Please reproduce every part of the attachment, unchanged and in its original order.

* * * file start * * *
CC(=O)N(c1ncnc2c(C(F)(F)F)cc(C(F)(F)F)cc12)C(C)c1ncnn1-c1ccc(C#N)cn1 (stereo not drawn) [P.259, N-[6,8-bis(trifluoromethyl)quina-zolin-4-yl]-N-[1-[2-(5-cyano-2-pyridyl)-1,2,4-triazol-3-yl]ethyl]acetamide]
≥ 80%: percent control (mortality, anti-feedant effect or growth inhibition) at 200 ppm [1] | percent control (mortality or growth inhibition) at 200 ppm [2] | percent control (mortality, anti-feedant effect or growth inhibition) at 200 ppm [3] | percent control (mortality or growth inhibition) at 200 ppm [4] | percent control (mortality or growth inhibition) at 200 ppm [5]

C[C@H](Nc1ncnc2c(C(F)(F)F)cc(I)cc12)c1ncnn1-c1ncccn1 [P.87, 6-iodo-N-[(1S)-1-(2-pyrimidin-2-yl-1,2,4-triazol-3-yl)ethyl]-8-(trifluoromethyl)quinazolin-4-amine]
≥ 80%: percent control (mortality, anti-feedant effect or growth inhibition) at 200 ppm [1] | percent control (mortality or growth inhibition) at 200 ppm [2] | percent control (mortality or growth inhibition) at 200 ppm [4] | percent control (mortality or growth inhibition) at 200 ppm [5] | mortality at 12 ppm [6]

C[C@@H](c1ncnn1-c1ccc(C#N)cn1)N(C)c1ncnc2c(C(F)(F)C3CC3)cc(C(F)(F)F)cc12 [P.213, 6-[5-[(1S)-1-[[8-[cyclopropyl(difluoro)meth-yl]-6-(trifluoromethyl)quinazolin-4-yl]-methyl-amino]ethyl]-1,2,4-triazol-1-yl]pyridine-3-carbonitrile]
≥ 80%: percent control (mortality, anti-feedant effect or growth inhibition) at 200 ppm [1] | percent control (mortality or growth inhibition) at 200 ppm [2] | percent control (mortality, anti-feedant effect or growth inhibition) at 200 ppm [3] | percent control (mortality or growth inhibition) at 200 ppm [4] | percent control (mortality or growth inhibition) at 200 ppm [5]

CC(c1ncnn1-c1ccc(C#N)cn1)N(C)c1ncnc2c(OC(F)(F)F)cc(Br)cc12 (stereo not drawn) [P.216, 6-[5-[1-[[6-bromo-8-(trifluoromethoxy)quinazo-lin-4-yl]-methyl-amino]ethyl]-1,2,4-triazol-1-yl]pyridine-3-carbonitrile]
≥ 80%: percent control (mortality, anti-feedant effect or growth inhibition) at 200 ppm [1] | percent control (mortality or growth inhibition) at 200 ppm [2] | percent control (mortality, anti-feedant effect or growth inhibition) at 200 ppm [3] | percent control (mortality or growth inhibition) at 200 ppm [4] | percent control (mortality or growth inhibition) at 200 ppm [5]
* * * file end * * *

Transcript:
CC(=O)N(c1ncnc2c(C(F)(F)F)cc(C(F)(F)F)cc12)C(C)c1ncnn1-c1ccc(C#N)cn1 (stereo not drawn) [P.259, N-[6,8-bis(trifluoromethyl)quina-zolin-4-yl]-N-[1-[2-(5-cyano-2-pyridyl)-1,2,4-triazol-3-yl]ethyl]acetamide]
≥ 80%: percent control (mortality, anti-feedant effect or growth inhibition) at 200 ppm [1] | percent control (mortality or growth inhibition) at 200 ppm [2] | percent control (mortality, anti-feedant effect or growth inhibition) at 200 ppm [3] | percent control (mortality or growth inhibition) at 200 ppm [4] | percent control (mortality or growth inhibition) at 200 ppm [5]

C[C@H](Nc1ncnc2c(C(F)(F)F)cc(I)cc12)c1ncnn1-c1ncccn1 [P.87, 6-iodo-N-[(1S)-1-(2-pyrimidin-2-yl-1,2,4-triazol-3-yl)ethyl]-8-(trifluoromethyl)quinazolin-4-amine]
≥ 80%: percent control (mortality, anti-feedant effect or growth inhibition) at 200 ppm [1] | percent control (mortality or growth inhibition) at 200 ppm [2] | percent control (mortality or growth inhibition) at 200 ppm [4] | percent control (mortality or growth inhibition) at 200 ppm [5] | mortality at 12 ppm [6]

C[C@@H](c1ncnn1-c1ccc(C#N)cn1)N(C)c1ncnc2c(C(F)(F)C3CC3)cc(C(F)(F)F)cc12 [P.213, 6-[5-[(1S)-1-[[8-[cyclopropyl(difluoro)meth-yl]-6-(trifluoromethyl)quinazolin-4-yl]-methyl-amino]ethyl]-1,2,4-triazol-1-yl]pyridine-3-carbonitrile]
≥ 80%: percent control (mortality, anti-feedant effect or growth inhibition) at 200 ppm [1] | percent control (mortality or growth inhibition) at 200 ppm [2] | percent control (mortality, anti-feedant effect or growth inhibition) at 200 ppm [3] | percent control (mortality or growth inhibition) at 200 ppm [4] | percent control (mortality or growth inhibition) at 200 ppm [5]

CC(c1ncnn1-c1ccc(C#N)cn1)N(C)c1ncnc2c(OC(F)(F)F)cc(Br)cc12 (stereo not drawn) [P.216, 6-[5-[1-[[6-bromo-8-(trifluoromethoxy)quinazo-lin-4-yl]-methyl-amino]ethyl]-1,2,4-triazol-1-yl]pyridine-3-carbonitrile]
≥ 80%: percent control (mortality, anti-feedant effect or growth inhibition) at 200 ppm [1] | percent control (mortality or growth inhibition) at 200 ppm [2] | percent control (mortality, anti-feedant effect or growth inhibition) at 200 ppm [3] | percent control (mortality or growth inhibition) at 200 ppm [4] | percent control (mortality or growth inhibition) at 200 ppm [5]